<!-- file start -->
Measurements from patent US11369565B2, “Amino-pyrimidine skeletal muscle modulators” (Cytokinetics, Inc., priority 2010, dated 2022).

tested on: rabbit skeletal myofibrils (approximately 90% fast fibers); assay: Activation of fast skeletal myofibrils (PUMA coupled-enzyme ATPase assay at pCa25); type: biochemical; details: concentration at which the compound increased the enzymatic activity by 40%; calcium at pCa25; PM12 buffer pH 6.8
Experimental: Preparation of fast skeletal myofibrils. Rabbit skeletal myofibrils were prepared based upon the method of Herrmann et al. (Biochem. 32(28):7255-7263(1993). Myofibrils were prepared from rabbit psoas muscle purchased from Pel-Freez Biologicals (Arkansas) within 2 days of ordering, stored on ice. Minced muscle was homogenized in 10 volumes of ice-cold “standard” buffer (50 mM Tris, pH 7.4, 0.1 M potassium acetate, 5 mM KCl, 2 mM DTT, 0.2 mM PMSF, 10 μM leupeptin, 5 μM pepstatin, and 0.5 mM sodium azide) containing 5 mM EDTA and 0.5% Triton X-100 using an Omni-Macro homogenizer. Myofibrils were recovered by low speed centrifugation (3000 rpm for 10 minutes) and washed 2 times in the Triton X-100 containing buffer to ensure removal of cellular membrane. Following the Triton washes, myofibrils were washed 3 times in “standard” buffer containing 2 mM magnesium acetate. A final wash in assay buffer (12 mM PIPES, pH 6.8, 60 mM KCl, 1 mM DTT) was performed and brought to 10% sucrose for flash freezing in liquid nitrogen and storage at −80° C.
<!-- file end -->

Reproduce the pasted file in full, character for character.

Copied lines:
Measurements from patent US11369565B2, “Amino-pyrimidine skeletal muscle modulators” (Cytokinetics, Inc., priority 2010, dated 2022).

tested on: rabbit skeletal myofibrils (approximately 90% fast fibers); assay: Activation of fast skeletal myofibrils (PUMA coupled-enzyme ATPase assay at pCa25); type: biochemical; details: concentration at which the compound increased the enzymatic activity by 40%; calcium at pCa25; PM12 buffer pH 6.8
Experimental: Preparation of fast skeletal myofibrils. Rabbit skeletal myofibrils were prepared based upon the method of Herrmann et al. (Biochem. 32(28):7255-7263(1993). Myofibrils were prepared from rabbit psoas muscle purchased from Pel-Freez Biologicals (Arkansas) within 2 days of ordering, stored on ice. Minced muscle was homogenized in 10 volumes of ice-cold “standard” buffer (50 mM Tris, pH 7.4, 0.1 M potassium acetate, 5 mM KCl, 2 mM DTT, 0.2 mM PMSF, 10 μM leupeptin, 5 μM pepstatin, and 0.5 mM sodium azide) containing 5 mM EDTA and 0.5% Triton X-100 using an Omni-Macro homogenizer. Myofibrils were recovered by low speed centrifugation (3000 rpm for 10 minutes) and washed 2 times in the Triton X-100 containing buffer to ensure removal of cellular membrane. Following the Triton washes, myofibrils were washed 3 times in “standard” buffer containing 2 mM magnesium acetate. A final wash in assay buffer (12 mM PIPES, pH 6.8, 60 mM KCl, 1 mM DTT) was performed and brought to 10% sucrose for flash freezing in liquid nitrogen and storage at −80° C.